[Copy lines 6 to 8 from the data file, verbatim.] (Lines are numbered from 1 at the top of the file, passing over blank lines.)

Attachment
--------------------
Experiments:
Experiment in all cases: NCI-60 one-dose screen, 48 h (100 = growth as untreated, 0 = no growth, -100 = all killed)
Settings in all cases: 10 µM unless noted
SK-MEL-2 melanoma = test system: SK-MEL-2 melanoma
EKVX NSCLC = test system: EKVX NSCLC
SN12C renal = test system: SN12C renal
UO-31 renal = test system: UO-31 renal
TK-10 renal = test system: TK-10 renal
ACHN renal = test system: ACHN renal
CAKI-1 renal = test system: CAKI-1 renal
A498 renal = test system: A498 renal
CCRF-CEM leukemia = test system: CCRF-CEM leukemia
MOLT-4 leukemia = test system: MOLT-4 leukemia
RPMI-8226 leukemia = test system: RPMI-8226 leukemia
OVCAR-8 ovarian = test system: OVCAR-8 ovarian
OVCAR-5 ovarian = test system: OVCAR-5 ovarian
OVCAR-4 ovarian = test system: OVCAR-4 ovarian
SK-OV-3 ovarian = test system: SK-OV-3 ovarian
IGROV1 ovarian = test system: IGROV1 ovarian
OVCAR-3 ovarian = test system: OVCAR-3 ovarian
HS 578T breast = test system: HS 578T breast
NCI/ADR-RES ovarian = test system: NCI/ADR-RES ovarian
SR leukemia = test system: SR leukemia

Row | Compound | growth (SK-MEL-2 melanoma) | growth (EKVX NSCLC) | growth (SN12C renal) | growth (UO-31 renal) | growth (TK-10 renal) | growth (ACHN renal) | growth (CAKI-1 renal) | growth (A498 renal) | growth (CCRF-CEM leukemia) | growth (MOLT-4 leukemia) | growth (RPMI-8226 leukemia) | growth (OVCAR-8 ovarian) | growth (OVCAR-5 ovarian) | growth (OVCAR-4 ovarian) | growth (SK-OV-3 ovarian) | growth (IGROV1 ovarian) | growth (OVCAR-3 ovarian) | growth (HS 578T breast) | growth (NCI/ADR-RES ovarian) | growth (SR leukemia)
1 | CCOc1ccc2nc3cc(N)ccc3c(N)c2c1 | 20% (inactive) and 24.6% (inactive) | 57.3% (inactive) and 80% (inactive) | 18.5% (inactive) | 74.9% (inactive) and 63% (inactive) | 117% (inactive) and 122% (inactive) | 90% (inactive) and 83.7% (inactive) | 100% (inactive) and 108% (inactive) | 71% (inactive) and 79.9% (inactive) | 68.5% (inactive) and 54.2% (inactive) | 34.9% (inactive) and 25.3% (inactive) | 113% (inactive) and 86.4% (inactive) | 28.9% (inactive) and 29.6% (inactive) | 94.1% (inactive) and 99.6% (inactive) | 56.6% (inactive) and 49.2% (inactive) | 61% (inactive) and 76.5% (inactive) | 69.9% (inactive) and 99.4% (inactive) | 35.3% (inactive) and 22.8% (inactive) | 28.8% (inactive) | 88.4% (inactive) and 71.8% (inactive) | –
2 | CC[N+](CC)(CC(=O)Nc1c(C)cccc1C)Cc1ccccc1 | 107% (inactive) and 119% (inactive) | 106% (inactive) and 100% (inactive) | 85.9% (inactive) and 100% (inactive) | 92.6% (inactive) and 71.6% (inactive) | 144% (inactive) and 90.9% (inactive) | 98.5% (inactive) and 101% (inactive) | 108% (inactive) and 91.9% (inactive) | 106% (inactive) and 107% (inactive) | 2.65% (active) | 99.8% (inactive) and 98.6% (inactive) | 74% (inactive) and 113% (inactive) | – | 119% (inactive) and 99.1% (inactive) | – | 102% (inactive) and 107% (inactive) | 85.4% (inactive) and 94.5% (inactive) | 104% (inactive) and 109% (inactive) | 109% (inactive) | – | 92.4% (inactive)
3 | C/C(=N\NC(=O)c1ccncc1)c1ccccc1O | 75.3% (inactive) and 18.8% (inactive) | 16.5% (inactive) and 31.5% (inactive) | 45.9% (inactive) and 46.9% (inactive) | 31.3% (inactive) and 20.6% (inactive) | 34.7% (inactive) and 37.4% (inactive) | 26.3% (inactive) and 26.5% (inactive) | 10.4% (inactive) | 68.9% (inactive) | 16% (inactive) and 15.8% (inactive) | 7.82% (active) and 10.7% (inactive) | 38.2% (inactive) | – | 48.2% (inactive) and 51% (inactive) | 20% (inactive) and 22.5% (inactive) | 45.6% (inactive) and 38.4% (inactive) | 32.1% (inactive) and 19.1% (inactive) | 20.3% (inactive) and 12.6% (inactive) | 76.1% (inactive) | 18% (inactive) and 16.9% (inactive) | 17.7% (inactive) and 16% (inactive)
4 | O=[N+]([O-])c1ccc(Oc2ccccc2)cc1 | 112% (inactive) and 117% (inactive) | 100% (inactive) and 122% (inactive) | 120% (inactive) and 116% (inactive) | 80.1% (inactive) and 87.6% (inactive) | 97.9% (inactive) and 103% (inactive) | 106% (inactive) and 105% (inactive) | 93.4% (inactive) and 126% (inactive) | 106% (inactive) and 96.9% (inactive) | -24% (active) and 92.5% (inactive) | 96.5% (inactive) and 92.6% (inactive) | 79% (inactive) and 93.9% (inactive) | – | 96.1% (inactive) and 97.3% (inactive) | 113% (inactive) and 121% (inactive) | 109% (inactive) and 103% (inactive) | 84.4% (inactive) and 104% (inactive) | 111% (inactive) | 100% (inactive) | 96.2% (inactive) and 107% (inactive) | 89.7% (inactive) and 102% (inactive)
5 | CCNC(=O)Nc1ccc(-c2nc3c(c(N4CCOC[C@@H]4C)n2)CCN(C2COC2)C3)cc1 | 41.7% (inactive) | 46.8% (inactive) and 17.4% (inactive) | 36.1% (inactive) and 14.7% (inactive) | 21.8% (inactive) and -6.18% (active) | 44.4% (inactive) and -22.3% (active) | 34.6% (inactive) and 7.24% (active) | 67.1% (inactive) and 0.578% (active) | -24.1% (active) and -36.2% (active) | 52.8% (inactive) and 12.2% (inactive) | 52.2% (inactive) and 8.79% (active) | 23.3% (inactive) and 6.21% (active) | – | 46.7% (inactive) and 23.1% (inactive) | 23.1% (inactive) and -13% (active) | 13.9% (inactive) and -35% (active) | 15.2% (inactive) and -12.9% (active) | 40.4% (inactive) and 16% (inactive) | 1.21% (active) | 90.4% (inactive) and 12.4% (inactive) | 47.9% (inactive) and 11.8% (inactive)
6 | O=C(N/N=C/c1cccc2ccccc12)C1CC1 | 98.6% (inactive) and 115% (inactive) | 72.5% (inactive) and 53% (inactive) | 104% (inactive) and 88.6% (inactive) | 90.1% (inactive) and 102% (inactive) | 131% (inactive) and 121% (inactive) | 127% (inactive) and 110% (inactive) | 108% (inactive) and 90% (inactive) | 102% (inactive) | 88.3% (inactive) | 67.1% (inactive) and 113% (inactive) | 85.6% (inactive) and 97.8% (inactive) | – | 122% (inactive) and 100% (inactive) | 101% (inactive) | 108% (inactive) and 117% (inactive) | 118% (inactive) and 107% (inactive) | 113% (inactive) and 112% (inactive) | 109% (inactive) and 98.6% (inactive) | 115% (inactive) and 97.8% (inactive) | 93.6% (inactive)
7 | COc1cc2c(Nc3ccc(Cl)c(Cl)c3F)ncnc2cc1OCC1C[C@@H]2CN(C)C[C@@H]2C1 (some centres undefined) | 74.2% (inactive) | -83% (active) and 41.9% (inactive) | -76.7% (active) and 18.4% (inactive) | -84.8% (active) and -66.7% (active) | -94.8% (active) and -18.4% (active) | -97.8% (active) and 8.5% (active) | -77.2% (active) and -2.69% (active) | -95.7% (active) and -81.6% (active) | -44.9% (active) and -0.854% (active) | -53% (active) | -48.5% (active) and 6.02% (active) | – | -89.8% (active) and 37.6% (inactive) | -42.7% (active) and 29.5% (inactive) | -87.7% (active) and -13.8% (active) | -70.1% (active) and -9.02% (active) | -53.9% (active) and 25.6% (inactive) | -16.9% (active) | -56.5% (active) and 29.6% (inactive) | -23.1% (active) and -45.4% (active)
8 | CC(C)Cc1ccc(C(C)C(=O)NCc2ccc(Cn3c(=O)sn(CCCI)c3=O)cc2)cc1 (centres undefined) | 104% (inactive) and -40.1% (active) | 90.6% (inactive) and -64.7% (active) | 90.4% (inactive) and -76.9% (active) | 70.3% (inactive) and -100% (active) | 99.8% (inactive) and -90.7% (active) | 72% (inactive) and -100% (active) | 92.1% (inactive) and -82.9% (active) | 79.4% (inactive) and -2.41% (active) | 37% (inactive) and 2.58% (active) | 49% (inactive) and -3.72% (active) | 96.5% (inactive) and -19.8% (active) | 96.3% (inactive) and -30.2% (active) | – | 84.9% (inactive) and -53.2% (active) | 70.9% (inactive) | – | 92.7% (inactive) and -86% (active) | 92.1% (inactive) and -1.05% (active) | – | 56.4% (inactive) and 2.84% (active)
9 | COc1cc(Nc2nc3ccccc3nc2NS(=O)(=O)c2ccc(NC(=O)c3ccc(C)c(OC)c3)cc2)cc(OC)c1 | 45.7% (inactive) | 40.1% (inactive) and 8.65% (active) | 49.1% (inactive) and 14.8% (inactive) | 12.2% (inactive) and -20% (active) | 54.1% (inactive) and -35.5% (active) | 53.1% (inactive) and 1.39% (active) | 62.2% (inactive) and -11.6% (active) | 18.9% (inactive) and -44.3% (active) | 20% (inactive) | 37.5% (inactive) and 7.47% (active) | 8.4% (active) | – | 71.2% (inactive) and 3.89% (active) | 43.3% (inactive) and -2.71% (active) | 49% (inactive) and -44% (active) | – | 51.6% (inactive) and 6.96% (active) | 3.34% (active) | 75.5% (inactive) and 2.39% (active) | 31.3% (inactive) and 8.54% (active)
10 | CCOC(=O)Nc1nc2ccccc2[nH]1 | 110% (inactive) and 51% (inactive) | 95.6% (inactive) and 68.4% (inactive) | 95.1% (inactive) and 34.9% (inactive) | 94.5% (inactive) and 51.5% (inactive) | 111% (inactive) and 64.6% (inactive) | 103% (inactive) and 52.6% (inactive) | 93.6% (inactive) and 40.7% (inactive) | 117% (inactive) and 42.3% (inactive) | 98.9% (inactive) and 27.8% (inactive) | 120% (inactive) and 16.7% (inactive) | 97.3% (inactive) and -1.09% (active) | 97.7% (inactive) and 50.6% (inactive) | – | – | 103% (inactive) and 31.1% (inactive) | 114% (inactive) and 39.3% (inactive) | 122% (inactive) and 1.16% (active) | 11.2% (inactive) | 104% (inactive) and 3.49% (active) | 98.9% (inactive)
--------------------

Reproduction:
SN12C renal = test system: SN12C renal
UO-31 renal = test system: UO-31 renal
TK-10 renal = test system: TK-10 renal